Alden Parker, a senior at Clemson, was planning to go to India for a school-sponsored research project that was also canceled because of COVID-19 travel fears.

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She was disappointed about not being able to go, but said she understood the college's reasoning.

She knows some students that are capitalizing on the virus by booking cheap flights and cruises. She worried that if the university switches to online instruction it could negatively impact students. 

"For students who live on campus and have meal plans, for some of them, that's their food source. For some students, this is where they live. And if you switch to online school, some students don't have Wi-Fi," Parker said. 

These concerns have been echoed from parents with students in South Carolina's K-12 public school system. 

District officials have repeatedly reminded parents that they remain in close communication with state health officials and the S.C. Department of Education, who will issue guidance in determining whether or not schools should close. Districts have been instructed to not make these type of decisions without consulting state officials. 

Education Department spokesman Ryan Brown said the department has received a waiver from the U.S. Department of Agriculture for schools to serve meals over the summer in the event of an extended school closure.

The department is also asking all school districts to submit a 10-day plan for continued instruction in case of prolonged school closure. It's also recommending schools excuse student absences related to school closure. 

While no public schools in South Carolina have closed so far, some parents fear that not enough is being done to manage the spread of the virus proactively. 

As of Thursday afternoon, there were 12 cases of the disease caused by the virus, COVID-19, reported in South Carolina. Six have been confirmed by the federal CDC. 

In order to address the virus, schools have increased their cleaning procedures and have advised teachers to emphasize proper hand-washing techniques. Many have also suspended class visits to nursing homes and hospitals as an extra precaution.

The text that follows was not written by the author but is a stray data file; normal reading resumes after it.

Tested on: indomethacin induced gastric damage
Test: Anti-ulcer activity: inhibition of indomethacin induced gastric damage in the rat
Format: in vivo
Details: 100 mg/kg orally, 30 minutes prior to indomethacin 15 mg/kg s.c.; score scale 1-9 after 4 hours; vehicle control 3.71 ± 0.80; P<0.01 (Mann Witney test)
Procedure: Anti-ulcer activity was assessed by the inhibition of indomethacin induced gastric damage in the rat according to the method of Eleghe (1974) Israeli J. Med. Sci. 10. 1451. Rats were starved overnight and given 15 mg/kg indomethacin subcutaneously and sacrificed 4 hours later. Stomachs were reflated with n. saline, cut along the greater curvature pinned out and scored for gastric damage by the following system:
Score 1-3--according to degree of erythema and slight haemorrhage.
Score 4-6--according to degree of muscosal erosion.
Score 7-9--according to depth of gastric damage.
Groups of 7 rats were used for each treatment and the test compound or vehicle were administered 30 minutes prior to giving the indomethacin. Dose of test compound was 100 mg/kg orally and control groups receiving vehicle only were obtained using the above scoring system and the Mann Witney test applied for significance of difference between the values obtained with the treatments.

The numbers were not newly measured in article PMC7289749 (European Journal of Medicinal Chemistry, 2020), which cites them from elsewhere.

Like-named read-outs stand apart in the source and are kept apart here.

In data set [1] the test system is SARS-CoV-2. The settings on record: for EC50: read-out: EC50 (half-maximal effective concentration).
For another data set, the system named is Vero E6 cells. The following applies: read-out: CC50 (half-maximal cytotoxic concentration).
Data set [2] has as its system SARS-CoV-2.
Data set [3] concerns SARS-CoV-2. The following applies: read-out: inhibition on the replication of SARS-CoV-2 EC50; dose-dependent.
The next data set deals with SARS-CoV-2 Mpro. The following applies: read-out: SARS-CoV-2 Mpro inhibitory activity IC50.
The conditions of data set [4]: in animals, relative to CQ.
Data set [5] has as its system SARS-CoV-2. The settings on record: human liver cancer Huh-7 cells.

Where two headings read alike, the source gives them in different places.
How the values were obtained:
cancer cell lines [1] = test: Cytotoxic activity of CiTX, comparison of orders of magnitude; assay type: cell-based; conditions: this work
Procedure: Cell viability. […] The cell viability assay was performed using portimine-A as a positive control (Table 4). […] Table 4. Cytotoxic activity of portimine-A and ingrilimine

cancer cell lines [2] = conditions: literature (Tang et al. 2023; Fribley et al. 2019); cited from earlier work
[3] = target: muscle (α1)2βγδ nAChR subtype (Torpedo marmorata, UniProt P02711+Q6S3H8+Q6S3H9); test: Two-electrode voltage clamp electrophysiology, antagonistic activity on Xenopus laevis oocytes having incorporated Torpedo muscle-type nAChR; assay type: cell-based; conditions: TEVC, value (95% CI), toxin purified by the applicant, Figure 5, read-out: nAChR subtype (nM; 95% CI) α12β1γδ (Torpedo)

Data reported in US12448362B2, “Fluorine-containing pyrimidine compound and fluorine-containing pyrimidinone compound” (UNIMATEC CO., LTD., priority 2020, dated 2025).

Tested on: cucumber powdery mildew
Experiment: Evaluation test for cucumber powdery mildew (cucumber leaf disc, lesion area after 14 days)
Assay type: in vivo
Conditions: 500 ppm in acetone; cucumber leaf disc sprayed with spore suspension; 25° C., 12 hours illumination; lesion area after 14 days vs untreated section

Kat Martin, who has a first-grader in the Charleston County School District, said she has decided to keep her son home from school, starting Friday. This decision was not made out of fear for her or her family, Martin said, but it was a measure to limit the spread between young people and the older adults who work in the school system. 

Martin said a lot of her friends have said they've wanted to do the same but are worried about unexcused absences. 

District spokesman Andy Pruitt said any student not at school will be marked absent, per state law. He said if students are feeling sick they should stay home. 

"My biggest concern is mostly for the elderly and immunocompromised people in the community," Martin said. "Our kids are going to be the fastest way to transmit this virus from person to person."

Francis Beylotte, another CCSD parent, shared these concerns. 

"My daughter sneezes in my face and she's 10 years old. Younger kids are even worse. The consequences of starting this too late are way higher than acting too early," he said. 

CCSD said Thursday that all international field trips are canceled and that schools will no longer be able to schedule new field trips of any kind, regardless of location. Existing field trips, both in-state and out-of-state are being evaluated. 

Contact Jenna Schiferl at 843-937-5764. Follow her on Twitter at @jennaschif. 

Jenna Schiferl was born and raised in Columbia, South Carolina and is a graduate of the University of South Carolina. She has worked as an education reporter for The Post and Courier since 2019.